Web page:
CHAMPIONS #12 moves away from SECRET EMPIRE and back to the antics that made the book click with readers. Mark Waid weaves a tale of emotional instability that shifts between laughter and heart-wrenching. Humberto Ramos and Edgar Delgado continue the bright, colorful style that is so important to the series.
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Emotional Shift

SECRET EMPIRE ends this month, and the Marvel Universe is slowly beginning to pull itself out of that dark time. CHAMPIONS #12 makes the first push back with an issue that starts with a secret oath and then moves into… karaoke?

Image Courtesy of Marvel Entertainment

Yeah, we’re getting back on track.

It’s My Party

CHAMPIONS was hit hard by SECRET EMPIRE, so it’s wonderful to see some humor and team-building (such as the paintball game and camp out truth or dare from earlier issues) — they function as a big part of why CHAMPIONS works. Writer Mark Waid wisely adds depth along with the karaoke, however, as Cyclops is far too content to once again sit on the side during the fun. Waid depicts Cyclops well here, clearly familiar with the oft-taciturn adult Scott Summers became. Cyclops often took himself and his mission too seriously, especially when he trained the X-Men previously. Refusing karaoke is perfectly in tune for his younger self. His serious nature presents the team with an interesting nut to crack.

READ: CHAMPIONS had the right magic from the start. See our thoughts on the first issue here!

It’s not the team that cracks Cyclops though, but an encounter with Pyscho-Man. The microverse villain’s emotion book (which, amazingly, manipulates emotions) accidentally feeds into Cyclops, and the result is… well imagine giving a grumpy toddler a Red Bull.

NEVER GIVE A TODDLER A RED BULL!! Image courtesy of Marvel Entertainment.

Humberto Ramos’ art demonstrates once again why he is so essential to CHAMPIONS. He captures emotions perfectly, from Cyclops’ adrenaline rush to Viv, Nova, and Hulk’s “Oh crap” expressions before Cyclops takes the wheel. Edgar Delgado’s bright colors mix with the cartoonish movements needed for a teenage superteam. The character scenes are the strongest art, though Ramos includes a great scene of swarming rage-zombies. Both artists and Waid craft issue after issue of fun material that also manages to have just enough depth to appeal to all ages.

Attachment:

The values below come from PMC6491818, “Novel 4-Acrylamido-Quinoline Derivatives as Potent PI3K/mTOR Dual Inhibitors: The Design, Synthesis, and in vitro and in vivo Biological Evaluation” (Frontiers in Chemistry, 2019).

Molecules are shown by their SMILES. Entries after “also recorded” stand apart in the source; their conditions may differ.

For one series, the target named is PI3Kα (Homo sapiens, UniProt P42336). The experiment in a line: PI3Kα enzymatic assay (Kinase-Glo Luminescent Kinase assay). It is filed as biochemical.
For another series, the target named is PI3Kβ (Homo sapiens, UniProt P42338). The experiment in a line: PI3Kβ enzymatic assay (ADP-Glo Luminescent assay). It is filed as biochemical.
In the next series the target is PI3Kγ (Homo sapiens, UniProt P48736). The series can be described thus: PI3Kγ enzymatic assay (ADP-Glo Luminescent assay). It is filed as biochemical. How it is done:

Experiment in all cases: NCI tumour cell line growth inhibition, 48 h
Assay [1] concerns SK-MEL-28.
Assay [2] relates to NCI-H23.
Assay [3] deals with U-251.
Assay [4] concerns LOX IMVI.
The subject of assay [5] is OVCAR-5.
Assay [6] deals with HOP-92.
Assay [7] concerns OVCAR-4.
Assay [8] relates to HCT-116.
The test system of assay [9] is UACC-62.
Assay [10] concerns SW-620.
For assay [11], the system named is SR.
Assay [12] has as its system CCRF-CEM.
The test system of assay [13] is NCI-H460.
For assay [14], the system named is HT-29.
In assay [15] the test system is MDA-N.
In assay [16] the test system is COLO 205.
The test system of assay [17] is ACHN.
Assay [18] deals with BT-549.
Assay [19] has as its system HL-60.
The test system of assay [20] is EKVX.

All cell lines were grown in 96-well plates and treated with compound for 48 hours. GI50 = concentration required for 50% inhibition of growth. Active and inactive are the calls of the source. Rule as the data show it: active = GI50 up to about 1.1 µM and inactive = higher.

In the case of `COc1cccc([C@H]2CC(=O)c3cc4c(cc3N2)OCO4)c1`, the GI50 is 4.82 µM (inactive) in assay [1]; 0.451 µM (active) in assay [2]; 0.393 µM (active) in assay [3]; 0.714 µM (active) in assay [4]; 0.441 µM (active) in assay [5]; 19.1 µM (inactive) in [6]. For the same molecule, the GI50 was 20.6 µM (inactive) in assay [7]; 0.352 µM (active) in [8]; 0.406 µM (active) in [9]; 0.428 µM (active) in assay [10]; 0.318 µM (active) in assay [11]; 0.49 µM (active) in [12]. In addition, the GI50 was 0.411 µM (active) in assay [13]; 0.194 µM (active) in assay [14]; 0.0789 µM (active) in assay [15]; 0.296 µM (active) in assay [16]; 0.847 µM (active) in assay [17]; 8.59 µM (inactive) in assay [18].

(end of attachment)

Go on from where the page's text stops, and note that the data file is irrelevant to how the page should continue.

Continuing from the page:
A Glass Cage of Emotion

Cyclops’ emotions continue to shift as the book goes, with Waid milking it for both laughs and for drama. Cyclops shifts between aggression, glee, and morose breakdowns. Waid’s mastery of teen emotions shows itself again, as Scott reveals the pressure he puts on himself: a repressed desire for fun and a fear of the future. It feels in character with classic Cyclops but adds a new depth with the shadow of Scott Summers looming.

Image Courtesy of Marvel Entertainment

Waid moves through all the emotions perfectly, as Cyclops garners amusement, frustration, and empathy from his teammates. It’s a powerful team-builder, even though Cyclops’ shifts can be rather jarring as he bemoans the burden of his powers, then instantly perks back up. The fact the Champions don’t knock him out for the whole issue shows their bond (and infinite patience).

READ: We spoke with Mark Waid about CHAMPIONS and more at Wondercon!

Final Thoughts On CHAMPIONS #12

CHAMPIONS #12 stands as a return to form after SECRET EMPIRE. The story functions as both fun and deep, allowing the team to grow and highlighting Cyclops. He was always an odd man out (as a younger “adult” hero), but this issue shows why he deserves and needs to be part of the Champions. Waid, Ramos, and Delgado continue to be Marvel’s sleeper team.

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